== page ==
The build-it-and-they-will-come vision for a pro hockey arena 30 miles north of downtown Atlanta, coupled with an Atlanta Braves-style live-work-play district immediately made waves when it was first pitched in April.
Questions have swirled around the project’s viability, location and whether Forsyth residents could be asked to foot some of the project’s bills. Developers of most sports arenas and stadiums seek public support, though economists generally say the return on taxpayer dollars isn’t as great as promised.
The Gathering team so far has declined to say whether they will seek taxpayer assistance, and if so, what the public tab will be — a potential sticking point for one of the most conservative counties in metro Atlanta. Though the development team has talked about the return of pro hockey, they’ve at times downplayed it, focusing instead on creating a place in Forsyth large enough to hold concerts, high school graduations and other community events.
Vernon Krause, CEO of dealership chain Krause Auto Group, is the man behind the Gathering project, but his representatives have declined multiple requests for interviews.
Chasing the puck
Forsyth Commissioner Laura Semanson, who represents the district surrounding the Gathering site off Union Hill Road and Ga. 400, said a pro hockey team close to home would be exciting for residents who want to avoid the trek downtown or to Cobb County for sporting events.
“There’s always going to be people who are opposed to any kind of change, but I think largely the community is looking for that aspect of it,” she said of an NHL franchise. “And I know the county is as well.”
She said that the county is discussing potential public-private partnerships, such as creating a new government authority for the Gathering or incorporating public facilities.
Ferrara was the NFL’s finance director for two decades and led Arizona State University’s campaign to build Mullett Arena, a 5,000-seat venue that was recently the temporary home of the NHL’s Arizona Coyotes.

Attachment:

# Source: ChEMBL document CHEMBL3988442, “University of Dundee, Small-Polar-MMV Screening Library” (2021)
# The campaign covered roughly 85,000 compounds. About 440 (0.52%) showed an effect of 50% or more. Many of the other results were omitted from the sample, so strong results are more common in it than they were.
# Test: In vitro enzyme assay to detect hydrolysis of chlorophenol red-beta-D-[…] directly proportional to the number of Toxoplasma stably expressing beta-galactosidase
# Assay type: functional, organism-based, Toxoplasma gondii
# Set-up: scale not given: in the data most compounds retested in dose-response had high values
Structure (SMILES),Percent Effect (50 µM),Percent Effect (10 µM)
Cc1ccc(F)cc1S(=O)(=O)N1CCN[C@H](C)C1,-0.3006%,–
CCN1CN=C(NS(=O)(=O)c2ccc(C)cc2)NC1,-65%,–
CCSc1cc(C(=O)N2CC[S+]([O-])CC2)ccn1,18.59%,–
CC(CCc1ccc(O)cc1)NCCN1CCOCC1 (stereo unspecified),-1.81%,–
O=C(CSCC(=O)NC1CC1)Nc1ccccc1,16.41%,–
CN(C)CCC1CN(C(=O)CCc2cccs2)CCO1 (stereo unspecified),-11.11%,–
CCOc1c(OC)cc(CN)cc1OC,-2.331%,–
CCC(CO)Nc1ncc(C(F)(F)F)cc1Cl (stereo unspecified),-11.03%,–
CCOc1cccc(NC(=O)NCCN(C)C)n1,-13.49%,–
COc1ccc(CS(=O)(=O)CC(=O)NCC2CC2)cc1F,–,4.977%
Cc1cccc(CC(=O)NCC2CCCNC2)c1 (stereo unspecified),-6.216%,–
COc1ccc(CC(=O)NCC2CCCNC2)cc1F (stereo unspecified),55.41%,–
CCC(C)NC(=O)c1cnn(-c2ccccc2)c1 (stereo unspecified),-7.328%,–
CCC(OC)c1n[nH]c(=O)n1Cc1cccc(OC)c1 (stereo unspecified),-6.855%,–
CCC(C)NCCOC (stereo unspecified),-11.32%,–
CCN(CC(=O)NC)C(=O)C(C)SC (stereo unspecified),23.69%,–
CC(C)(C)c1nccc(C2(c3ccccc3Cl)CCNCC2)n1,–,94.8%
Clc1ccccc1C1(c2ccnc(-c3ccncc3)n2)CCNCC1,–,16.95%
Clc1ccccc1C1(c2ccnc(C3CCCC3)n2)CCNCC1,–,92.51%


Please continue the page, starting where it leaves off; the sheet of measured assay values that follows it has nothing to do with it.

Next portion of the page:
In May, voters in a Phoenix suburb rejected a proposal to use taxpayer funds to help finance a new permanent home for the Coyotes. That project also would have had an adjoining entertainment district.
Ferrara, who relocated to Alpharetta for his new gig, said he thinks the Gathering has better odds of landing a yet-to-be-announced expansion team rather than relocating an existing franchise. The NHL’s 32 teams are evenly divided between the eastern and western U.S. and Canada. Ferrara said the Coyotes “are in the west, so I don’t see them or any other team coming east.”
A NHL spokesperson declined to comment about the potential for a league expansion, but NHL Commissioner Gary Bettman recently said, “We don’t have expansion on the agenda right now.”
“It’s not something we’re focused on, certainly in the short term,” he continued.
Focus on finances
The Gathering proposal includes 1,800 apartments, 1 million square feet of new offices, restaurants, shops, a fire station, a community center and up to 500 hotel rooms.
The county and its economic development arm, Forward Forsyth, are both developing economic impact studies to estimate the Gathering’s tax generation capabilities. Alex Warner, Forward Forsyth’s vice president of economic development, said he expects his organization’s study to be complete within the next few weeks, while the county’s study with Ernst & Young will be done later this year.
Forward Forsyth’s study will review potential future property tax revenue, so that if there is a discussion about public support, he said, “we’ll know where we can start a negotiation.”
“It is not the county’s responsibility to make sure that this project can find the capital in order to fund it,” Warner added. “If there would be any participation on our side, it would be an incentive to get the project to the finish line. It would not be an incentive to make the project financially viable.”
Ferrara worked on Arizona State’s arena with Stafford Sports and SCI Architects, two members of the Gathering’s development team. He said NHL arenas need team clubhouses, weight rooms, suites for cash-flush fans and many other bells and whistles.
He expects the Gathering’s NHL chances to become clearer once the project begins construction.
“It’s hard for a team to be awarded before shovels are in the ground,” he said. “For a league to give support, you have to get building and you have to... make sure that this arena is sustainable financially without an anchor tenant.”
The Gathering arena would face stiff competition for concerts and other events from similarly sized State Farm Arena and the 13,000-seat Gas South Arena in Gwinnett County.
Semanson said she anticipates the Atlanta Regional Commission will soon release results of a Development of Regional Impact study, which is an infrastructure analysis required for gigantic projects. Once that is complete, the Gathering team will be able to file a rezoning request. The county would also need to tweak its codes to allow for the proposed residential density.
“We’re right on the precipice of a lot of information rolling in,” she said.